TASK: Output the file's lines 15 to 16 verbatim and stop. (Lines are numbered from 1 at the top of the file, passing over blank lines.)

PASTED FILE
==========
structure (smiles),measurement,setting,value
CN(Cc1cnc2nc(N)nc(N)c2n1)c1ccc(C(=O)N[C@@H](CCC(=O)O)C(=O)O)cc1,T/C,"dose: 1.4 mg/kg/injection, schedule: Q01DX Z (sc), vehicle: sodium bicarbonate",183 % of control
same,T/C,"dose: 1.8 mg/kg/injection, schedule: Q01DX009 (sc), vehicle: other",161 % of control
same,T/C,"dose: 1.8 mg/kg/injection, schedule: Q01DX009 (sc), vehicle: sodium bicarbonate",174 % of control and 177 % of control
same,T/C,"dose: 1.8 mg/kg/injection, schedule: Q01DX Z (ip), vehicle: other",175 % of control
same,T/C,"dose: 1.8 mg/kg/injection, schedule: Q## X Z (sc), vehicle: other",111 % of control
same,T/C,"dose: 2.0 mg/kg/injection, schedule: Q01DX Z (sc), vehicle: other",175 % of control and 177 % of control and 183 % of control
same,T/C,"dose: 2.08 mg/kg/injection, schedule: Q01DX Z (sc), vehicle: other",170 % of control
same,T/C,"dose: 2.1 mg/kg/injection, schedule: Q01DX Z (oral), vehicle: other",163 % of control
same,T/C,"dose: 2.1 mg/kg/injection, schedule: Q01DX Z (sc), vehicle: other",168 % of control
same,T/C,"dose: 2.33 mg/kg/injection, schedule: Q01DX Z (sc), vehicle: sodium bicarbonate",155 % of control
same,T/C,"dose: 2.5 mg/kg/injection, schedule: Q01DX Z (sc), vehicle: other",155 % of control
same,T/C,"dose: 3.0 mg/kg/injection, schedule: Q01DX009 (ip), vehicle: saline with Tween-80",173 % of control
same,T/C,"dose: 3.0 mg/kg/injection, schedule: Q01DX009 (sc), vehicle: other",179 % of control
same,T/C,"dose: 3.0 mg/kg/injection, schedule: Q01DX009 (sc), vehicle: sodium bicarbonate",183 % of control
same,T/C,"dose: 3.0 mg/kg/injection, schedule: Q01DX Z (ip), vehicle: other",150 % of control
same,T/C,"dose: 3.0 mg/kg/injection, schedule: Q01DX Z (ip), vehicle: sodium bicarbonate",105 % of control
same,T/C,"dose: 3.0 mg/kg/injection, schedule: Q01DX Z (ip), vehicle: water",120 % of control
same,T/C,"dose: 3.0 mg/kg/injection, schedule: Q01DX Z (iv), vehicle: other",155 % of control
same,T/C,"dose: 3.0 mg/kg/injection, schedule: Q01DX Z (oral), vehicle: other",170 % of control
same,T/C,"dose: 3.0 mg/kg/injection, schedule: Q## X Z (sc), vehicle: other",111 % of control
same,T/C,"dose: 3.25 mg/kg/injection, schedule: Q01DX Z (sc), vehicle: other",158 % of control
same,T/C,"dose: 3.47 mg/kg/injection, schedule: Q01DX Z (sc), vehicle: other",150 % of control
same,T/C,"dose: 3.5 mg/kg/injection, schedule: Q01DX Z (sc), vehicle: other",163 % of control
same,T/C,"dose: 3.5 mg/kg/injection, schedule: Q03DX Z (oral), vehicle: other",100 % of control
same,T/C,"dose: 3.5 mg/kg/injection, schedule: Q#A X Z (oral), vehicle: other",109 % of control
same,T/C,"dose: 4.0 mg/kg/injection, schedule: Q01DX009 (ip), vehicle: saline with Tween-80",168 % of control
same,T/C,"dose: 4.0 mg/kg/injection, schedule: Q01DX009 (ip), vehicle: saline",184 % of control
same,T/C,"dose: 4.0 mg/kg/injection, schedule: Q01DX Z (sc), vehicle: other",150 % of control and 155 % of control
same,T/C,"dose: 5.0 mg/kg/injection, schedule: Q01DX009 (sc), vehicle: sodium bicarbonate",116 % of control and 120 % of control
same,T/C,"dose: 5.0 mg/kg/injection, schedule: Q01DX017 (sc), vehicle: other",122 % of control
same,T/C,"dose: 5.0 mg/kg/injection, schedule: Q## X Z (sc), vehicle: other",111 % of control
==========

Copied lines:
same,T/C,"dose: 3.0 mg/kg/injection, schedule: Q01DX009 (sc), vehicle: sodium bicarbonate",183 % of control
same,T/C,"dose: 3.0 mg/kg/injection, schedule: Q01DX Z (ip), vehicle: other",150 % of control